Saturday, January 29, 2011

The long dirt nap

What to hope for in Egypt?

The American media appeases its audience with just-so stories that make it appear everything could turn out, like, totally cool and schweet.

Friday’s protests were the largest and most diverse yet, including young and old, women with Louis Vuitton bags and men in galabeyas, factory workers and film stars.
Freedom-loving patriots of all stripes and walks of life!  They undoubtedly hope for freedom, free markets, and a life of peace seeking rapprochement with all other nations and religions.  It's the dawning of a new day.

This is the New York Times, so they follow up with a little un-Disneyfied reporting:
Street battles unfolded throughout the day Friday, as hundreds of thousands of people streamed out of mosques after noon prayers on Friday in Cairo, Alexandria, Suez and other cities around the country.
Something tells me that they're not going to have to suffer the outrageous wall of separation between church mosque and state.  Oh, snap!  If only Southern Baptists would riot just a little...

A dictator like Hosni Mubarak is like a loan from the mob.  The vig is tough to pay in the best of times.  Sometimes it might even be worth it.  But when the loan is past due, someone's going to start losing fingers.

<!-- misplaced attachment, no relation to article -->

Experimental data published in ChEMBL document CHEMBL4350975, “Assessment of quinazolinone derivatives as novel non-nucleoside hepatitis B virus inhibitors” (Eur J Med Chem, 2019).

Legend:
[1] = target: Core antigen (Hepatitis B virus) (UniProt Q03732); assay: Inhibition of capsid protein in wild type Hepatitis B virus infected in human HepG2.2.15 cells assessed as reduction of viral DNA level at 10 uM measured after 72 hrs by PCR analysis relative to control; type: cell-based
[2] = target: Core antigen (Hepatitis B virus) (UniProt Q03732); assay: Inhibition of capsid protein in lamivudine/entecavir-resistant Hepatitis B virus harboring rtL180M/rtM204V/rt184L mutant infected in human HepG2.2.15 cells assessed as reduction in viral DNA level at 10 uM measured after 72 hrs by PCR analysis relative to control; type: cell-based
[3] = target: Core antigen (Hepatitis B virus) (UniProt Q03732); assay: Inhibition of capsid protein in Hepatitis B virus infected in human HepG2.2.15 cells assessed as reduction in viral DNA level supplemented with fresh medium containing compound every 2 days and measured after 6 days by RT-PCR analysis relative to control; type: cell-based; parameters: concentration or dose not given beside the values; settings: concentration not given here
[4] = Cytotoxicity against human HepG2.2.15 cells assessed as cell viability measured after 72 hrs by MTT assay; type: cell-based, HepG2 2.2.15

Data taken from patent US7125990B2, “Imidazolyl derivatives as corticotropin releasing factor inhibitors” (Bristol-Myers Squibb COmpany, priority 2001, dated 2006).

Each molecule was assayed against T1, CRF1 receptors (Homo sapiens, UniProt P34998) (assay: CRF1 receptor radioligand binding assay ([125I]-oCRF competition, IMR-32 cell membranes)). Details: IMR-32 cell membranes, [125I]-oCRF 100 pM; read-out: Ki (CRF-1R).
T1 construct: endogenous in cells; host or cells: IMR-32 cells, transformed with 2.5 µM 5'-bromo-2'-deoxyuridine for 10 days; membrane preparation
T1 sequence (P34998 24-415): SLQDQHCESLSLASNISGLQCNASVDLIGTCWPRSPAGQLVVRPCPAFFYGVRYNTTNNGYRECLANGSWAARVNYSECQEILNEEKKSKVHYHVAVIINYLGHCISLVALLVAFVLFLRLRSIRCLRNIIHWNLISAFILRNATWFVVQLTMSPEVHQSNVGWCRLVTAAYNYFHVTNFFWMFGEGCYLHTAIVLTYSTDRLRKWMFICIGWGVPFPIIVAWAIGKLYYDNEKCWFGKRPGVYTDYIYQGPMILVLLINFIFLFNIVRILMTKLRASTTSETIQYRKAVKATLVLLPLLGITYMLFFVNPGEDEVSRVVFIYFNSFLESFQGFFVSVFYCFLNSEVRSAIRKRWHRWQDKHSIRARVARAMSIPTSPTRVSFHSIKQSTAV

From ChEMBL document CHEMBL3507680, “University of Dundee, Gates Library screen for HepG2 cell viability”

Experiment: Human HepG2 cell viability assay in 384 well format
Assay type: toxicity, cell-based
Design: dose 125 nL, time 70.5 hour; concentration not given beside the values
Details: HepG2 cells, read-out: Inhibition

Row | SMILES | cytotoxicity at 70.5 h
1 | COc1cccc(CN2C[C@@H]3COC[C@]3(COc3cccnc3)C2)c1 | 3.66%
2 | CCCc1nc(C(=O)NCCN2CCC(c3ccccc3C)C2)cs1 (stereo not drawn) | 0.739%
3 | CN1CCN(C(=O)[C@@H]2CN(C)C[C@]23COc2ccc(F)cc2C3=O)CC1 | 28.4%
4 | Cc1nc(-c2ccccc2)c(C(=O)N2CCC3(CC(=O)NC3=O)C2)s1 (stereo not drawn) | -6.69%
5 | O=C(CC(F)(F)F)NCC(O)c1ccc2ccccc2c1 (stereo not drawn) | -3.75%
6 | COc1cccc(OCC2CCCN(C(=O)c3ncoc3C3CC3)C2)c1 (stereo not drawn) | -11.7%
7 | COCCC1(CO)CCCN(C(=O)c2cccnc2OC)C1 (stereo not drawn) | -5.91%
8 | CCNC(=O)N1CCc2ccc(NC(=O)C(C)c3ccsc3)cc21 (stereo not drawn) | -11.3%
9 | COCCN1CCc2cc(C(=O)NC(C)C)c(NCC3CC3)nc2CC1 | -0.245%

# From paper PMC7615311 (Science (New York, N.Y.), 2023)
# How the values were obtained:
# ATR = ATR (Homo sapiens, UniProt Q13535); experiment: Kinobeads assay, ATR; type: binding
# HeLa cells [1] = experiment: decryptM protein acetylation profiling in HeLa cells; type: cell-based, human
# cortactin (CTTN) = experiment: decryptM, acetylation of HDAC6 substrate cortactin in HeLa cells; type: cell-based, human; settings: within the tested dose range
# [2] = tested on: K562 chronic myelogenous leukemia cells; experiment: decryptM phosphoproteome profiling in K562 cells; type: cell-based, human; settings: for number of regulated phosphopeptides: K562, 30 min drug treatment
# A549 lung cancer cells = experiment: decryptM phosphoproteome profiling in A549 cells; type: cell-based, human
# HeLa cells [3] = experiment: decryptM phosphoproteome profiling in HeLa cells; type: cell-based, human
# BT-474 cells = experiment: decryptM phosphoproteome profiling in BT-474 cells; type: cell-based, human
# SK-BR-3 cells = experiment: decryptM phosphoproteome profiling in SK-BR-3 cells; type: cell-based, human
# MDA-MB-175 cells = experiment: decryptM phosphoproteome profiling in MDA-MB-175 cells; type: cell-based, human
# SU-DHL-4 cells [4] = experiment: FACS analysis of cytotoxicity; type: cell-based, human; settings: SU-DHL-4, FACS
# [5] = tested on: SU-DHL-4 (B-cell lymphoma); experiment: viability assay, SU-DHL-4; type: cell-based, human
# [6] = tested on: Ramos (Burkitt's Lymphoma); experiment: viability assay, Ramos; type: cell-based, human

It's hard not to sympathize with the heady feeling of Egyptians, who are no longer too afraid to shout what they want, who have reached the point where they can boil over and they know that Mubarak can't liquidate them all.  Realists on this side of the world should remember how an organic revolution worked out in Iran under similar circumstances.

All the Muslim Brotherhood has to do to topple the government might be to assassinate Mohamed ElBaradei and make it look like the secret service's work.  He's the great Western hope, a man who has worked for peace.  But radicals know - witness the Bolsheviks - that killing or marginalizing the moderates to polarize the country is a path to decisive victory over a weakened foe.  Or maybe they'll capture our embassy.  That works too.

It's no coincidence that Teapublicans in the U.S. now think Orrin Hatch is not conservative enough.  The GOP has been marginalizing anyone who ever had a moderate thought - or even listened to a moderate expression.

1 comment:

politicalspoony said...

Indeed, it is a tense situation. I thought your coverage was interesting (and will start following you).

The New VP (former intelligence chief) and PM (former Air Force chief) are not concessions to the people at all.